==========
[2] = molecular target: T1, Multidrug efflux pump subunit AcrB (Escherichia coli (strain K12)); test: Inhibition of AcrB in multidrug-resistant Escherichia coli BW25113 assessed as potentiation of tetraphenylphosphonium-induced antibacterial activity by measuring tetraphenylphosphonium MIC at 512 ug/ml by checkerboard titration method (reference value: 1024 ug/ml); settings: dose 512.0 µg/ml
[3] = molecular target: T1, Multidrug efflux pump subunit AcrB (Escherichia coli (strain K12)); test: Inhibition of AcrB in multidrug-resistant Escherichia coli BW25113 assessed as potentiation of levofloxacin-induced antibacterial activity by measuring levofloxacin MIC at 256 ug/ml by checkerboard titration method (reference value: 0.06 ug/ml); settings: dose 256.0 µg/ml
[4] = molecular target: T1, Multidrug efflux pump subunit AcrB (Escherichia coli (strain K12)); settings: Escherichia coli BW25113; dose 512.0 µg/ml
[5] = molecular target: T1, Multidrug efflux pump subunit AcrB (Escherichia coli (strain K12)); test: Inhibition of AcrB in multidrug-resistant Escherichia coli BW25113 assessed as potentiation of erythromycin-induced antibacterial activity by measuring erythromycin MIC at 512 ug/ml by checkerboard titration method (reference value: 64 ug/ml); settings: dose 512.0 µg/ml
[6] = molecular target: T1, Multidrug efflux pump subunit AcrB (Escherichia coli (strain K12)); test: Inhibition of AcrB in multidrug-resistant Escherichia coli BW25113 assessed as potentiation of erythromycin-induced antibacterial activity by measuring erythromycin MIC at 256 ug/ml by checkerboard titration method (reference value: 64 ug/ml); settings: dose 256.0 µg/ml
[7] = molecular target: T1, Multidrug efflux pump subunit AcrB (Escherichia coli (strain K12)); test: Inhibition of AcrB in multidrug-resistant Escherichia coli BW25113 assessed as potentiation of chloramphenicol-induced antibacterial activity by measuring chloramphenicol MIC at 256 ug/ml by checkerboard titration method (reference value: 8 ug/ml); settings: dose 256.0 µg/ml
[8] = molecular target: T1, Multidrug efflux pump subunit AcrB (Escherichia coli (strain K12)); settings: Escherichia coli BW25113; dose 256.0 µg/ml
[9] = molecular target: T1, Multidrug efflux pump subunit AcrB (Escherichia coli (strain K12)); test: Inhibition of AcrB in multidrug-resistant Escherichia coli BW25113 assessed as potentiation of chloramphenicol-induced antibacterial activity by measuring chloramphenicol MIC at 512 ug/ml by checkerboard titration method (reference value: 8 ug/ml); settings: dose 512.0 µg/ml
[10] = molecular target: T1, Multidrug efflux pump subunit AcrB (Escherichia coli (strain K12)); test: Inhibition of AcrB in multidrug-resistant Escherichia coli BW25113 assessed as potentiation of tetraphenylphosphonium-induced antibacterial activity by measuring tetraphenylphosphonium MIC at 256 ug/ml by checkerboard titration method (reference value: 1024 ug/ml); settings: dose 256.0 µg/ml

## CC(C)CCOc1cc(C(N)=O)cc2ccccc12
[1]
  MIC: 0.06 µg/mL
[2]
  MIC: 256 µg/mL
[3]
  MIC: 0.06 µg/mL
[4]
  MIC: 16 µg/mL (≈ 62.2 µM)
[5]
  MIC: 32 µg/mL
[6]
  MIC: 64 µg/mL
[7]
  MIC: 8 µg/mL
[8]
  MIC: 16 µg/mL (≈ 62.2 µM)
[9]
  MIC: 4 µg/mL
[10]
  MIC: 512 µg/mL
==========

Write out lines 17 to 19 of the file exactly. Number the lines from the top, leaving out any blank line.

[4]
  MIC: 16 µg/mL (≈ 62.2 µM)
[5]